Many insurers and brokers are expecting demand for cyber insurance to increase this year. Now, a new report by The Geneva Association and the International Forum of Terrorism Risk (Re)Insurance Pools (IFTRIP), Mapping a Path to Cyber Attribution Consensus. This is the second in a cyber terrorism and cyber war (CTCW) series – providing insurers with a framework for attributing and characterising cyber incidents.
Businesses, governments and societies increasingly depend on interconnected online systems, making them vulnerable to viral cyber events and possible, large-scale disruption and destruction. Key factors in determining whether insurance will ultimately cover related losses include characterising such events (e.g. as war, terrorism, hostile cyber activity), which was the topic of our first CTCW report.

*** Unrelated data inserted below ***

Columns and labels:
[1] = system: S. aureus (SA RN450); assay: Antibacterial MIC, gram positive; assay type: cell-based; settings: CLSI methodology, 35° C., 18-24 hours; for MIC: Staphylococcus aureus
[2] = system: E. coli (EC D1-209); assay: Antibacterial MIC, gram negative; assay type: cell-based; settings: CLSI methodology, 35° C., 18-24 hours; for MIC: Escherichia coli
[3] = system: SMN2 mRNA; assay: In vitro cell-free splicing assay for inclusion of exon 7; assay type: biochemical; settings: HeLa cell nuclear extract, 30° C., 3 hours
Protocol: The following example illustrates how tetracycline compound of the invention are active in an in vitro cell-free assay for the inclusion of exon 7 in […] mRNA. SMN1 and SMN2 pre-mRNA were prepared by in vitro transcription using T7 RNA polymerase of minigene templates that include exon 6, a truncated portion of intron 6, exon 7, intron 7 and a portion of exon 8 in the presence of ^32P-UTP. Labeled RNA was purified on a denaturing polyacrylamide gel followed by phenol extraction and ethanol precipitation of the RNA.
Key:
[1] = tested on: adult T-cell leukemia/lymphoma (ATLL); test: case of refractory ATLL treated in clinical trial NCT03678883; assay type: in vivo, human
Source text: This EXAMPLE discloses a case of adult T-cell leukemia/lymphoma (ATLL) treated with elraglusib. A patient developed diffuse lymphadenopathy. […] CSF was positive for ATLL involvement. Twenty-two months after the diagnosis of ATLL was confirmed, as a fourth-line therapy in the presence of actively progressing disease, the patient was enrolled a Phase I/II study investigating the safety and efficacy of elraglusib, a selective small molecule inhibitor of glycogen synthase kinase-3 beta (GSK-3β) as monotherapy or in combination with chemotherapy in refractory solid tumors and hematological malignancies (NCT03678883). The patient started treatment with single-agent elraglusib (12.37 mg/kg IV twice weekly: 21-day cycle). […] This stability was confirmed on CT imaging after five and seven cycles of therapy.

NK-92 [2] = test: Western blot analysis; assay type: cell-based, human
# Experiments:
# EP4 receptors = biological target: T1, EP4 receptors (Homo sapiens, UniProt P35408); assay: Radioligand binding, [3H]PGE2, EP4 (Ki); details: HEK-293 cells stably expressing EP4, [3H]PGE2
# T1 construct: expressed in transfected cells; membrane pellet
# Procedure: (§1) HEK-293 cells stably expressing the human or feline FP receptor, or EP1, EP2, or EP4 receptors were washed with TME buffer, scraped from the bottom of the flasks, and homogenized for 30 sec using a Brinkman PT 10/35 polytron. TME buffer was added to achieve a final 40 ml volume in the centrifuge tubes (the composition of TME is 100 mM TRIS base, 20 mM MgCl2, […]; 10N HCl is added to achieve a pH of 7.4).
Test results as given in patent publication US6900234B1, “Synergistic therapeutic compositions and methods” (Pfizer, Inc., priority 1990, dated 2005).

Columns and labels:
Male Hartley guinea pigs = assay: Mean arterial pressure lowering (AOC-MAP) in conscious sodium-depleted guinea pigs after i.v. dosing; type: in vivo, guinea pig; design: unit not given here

Our report finds, however, that international consensus on cyber attribution is currently lacking and there are many inconsistencies in the processes carried out by governments, their agencies and private organisations.
To address this, the report proposes:
- A step-by-step framework for carrying out the cyber attribution process.
- Ways to strengthen international collaboration towards establishing a widely-accepted international norm.
With this report, The Geneva Association and IFTRIP seek to propose a common approach to cyber attribution, both in terms of the actor and the behavior, thus promoting insurability. The final report in the CTCW series, on public-private solutions to CTCW risks, will follow in 2021.